National Research Council of Canada. Medical Devices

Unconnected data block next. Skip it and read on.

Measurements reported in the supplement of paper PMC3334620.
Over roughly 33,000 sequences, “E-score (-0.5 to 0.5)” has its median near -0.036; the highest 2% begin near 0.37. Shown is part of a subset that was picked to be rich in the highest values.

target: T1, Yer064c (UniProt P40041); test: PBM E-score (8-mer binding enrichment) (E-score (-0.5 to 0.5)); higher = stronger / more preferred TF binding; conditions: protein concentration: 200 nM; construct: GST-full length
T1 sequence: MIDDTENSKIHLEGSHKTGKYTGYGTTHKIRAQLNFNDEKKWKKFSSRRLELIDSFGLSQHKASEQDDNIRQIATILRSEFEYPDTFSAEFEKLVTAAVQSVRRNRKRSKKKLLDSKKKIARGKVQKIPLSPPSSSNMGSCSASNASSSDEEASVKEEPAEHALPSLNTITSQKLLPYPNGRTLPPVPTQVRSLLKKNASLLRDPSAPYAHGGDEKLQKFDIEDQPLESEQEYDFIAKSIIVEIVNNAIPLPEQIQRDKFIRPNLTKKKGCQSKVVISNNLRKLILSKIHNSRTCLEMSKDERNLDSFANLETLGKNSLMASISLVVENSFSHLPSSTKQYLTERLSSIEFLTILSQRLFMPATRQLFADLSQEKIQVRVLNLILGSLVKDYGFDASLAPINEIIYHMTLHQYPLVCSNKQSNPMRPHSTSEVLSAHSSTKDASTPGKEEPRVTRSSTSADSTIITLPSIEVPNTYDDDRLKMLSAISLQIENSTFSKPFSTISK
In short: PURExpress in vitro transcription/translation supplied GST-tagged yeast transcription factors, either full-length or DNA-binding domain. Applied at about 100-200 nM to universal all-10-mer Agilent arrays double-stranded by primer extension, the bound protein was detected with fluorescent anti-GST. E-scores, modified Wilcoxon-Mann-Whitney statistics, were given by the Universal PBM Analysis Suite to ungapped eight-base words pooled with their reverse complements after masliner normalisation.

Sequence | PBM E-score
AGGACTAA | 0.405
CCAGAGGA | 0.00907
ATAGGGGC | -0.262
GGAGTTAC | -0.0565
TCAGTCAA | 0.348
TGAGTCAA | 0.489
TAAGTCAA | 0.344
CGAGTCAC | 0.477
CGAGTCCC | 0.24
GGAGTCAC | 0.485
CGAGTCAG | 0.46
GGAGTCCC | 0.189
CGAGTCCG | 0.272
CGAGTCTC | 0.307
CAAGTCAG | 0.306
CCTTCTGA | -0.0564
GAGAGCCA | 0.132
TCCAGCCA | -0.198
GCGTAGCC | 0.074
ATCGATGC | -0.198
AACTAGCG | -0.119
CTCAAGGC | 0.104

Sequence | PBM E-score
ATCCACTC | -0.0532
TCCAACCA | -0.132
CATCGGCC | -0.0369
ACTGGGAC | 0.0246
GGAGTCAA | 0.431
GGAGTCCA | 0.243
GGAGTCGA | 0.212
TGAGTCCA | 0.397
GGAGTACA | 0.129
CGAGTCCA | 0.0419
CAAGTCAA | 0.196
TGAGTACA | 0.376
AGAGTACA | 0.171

Subwavelength grating (SWG) waveguides are integrated photonic structures with a pitch substantially smaller than wavelength for which they are designed, so that diffraction effects are suppressed. SWG operates as an artificial metamaterial with an equivalent refractive index which depends on the geometry of the structure and the polarization of the propagating wave. SWG waveguides have been advantageously used in silicon photonics, resulting in significant performance improvements for many practical devices, including highly efficient fiber-chip couplers, waveguide crossings, broadband multimode interference (MMI) couplers, evanescent field sensors and polarization beam splitters, to name a few. Here we present a theoretical and experimental study of the influence of disorder effects in SWG waveguides. We demonstrate via electromagnetic simulations and experimental measurements that even a comparatively small jitter (~5 nm) in the position and size of the SWG segments may cause a dramatic reduction in the transmittance for wide (multimode) SWG waveguides, while for narrow (single mode) waveguides this effect is negligible. Our study shows that the impact of the jitter on SWG waveguide performance is directly related to the modal confinement.